It works on my system
If you’re a web developer you’ve almost certainly been in this situation; you get a call for a bug in production or for something failing in an automated test that works/passes in yours. You spend a few (or more) hours to finally find out that someone, sometime changed a single config option on the server or that a recent update in your computer changed a version of something that now causes different responses between your system and the production server. While you might be tempted to respond ‘it works on my system’ and try to walk out, we all know that can’t really be a solution 🙂
Expecting to maintain exactly the same versions of everything between a production server and your local machine is probably naive. It won’t be long before things diverge. That could happen completely unnoticed, or it might be a conscious decision when there simply isn’t any other option. And that doesn’t even take into account the need to work on different projects with completely different requirements. Package managers (i.e. pip, composer, npm) will help, but they limit themselves to language specific packages. No tool can rule them all!
Virtualization to the rescue
Virtualization (the ability to run a system within a host system) has really helped with this problem. You love your Windows desktop but develop for a Linux server? Want to test run a Hadoop setup on your Mac? Have a client with an SQL Server but develop on Linux? No problem. As long as memory and CPU cycles allow, the virtualized platform won’t have a clue of what’s going on. You can even deploy the virtualized box on a real server and have it working exactly as it was inside your computer. While this is a huge step forward, there are still issues to deal with. Files stay inside the box and if you mess up with some configuration it’s really expensive to go back to where you started (if you remembered to take snapshots!). Add to this that backing up becomes a major issue after a while, and syncing changes with others is next to impossible. Docker sorts out some of these issues, making changes easier. But while being really promising it answers a different question.
You vagrant, you
Enter Vagrant. The naming might not make sense even after reading the product description “Create and configure lightweight, reproducible, and portable development environments”. Vagrant allows you to set up a development system following instructions on a simple text file. It is so lightweight that servers can be created and destroyed so easily that they come and go as a, well you guessed it, vagrant.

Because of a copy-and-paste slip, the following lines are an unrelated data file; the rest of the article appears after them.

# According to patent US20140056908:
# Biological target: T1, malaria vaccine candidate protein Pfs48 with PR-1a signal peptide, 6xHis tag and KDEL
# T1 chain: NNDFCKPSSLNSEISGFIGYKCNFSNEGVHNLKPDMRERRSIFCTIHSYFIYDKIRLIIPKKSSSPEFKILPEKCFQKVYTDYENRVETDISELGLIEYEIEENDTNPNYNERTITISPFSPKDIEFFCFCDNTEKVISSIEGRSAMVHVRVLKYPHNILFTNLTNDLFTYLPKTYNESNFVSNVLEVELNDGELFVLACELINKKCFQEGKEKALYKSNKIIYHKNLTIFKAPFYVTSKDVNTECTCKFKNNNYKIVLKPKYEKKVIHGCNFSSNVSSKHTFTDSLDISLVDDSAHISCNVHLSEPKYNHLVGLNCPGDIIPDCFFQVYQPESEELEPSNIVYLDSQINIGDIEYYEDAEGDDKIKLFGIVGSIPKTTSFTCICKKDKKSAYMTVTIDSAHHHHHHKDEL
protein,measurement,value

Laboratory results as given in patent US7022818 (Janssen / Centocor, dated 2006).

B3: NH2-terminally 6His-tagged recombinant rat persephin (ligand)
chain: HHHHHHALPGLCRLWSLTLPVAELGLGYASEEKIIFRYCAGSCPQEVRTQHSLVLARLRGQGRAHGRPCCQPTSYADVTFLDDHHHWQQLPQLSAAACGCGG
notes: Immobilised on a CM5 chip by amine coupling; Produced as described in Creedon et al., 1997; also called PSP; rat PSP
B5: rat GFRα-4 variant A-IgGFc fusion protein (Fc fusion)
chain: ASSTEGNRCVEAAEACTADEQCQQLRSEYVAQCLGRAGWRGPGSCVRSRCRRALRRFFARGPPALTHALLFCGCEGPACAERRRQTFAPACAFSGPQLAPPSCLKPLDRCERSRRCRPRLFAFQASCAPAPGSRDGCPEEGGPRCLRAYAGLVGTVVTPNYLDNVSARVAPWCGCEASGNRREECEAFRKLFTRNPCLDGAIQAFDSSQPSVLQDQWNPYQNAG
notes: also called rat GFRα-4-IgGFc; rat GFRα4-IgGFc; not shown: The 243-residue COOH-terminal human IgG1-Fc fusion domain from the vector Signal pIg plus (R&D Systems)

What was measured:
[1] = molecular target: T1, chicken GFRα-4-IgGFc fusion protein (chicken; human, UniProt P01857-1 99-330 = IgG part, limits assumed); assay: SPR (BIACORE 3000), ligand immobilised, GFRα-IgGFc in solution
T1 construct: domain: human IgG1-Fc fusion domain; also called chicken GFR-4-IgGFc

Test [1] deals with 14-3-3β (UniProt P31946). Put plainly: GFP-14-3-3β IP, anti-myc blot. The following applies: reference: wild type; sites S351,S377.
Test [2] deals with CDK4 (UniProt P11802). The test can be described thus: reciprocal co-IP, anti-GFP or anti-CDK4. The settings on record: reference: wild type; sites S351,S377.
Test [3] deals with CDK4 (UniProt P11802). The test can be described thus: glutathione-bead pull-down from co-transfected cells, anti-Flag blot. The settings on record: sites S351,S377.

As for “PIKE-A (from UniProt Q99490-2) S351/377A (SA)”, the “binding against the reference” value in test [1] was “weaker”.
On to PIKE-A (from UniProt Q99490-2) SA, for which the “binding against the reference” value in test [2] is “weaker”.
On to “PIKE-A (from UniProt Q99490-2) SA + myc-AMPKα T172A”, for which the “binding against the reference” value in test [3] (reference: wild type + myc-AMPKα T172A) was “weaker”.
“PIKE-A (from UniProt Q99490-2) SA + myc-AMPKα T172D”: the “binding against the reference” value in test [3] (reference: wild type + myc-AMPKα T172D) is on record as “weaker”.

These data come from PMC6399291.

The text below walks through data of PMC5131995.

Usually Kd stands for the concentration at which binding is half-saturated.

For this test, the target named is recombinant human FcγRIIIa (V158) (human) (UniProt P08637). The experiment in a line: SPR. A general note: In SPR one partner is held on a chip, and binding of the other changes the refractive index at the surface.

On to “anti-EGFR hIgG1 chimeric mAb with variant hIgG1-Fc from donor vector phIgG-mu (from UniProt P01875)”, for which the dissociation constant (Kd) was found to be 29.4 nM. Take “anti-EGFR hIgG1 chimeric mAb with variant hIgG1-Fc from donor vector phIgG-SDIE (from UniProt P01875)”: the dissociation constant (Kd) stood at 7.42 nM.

Vagrant used to only work with virtualbox (a free virtualizing platform from Oracle) but nowadays offers other providers too, including support of Amazon’s EC2. If you’re using Amazon’s infrastructure for your production that’s really helpful. It also now includes support for most system scripting tools the ‘dev ops’ people like to use like chef, puppet and more. I’m more of a bash guy so I don’t really care about these for the simple things I do, but our sys admin is happy to be able to use the same scripts for both starting production servers and local vagrant machines for development. And having a happy sys admin makes everyone happy as well 🙂
The time that you had to post instructions with the exact commands to install necessary system dependencies and debug issues between systems is long gone. You just add the Vagrantfile to your project with the setup script and all people need to do is
vagrant up. You messed up the system? No harm done,
vagrant destroy will only take a few seconds to get you back where you started, without any change in your system! Decided to spawn the server again? Just
vagrant up, and a few seconds later a fresh like new server will be up (well it is not ‘like’ new, it is new!).
The nice thing with vagrant is that, by default, it shares the folder where
Vagrantfile lies on the inside of the virtualized system, in folder
/vagrant (you can add more shared folders and change the internal paths). So, all the project files can stay outside the box and destroying it won’t do them any harm. Working on your computer means everything is fast since it is local, but the actual code runs inside the vagrant box so you don’t have surprises. If you’re using apache inside the vagrant box, you might eventually run into permission issues when the apache process is unable to write on the
/vagrant folder. The thing that works for me every time is to simply change the apache user from
/etc/apache2/envvars. Permission issues gone!
Sharing changes in the server environment is as easy as checking out the new
Vagrantfile from the repo (we do hope you use some version control!) and re-provision or destroy/up a server.
If you’re not using vagrant already, give it a try!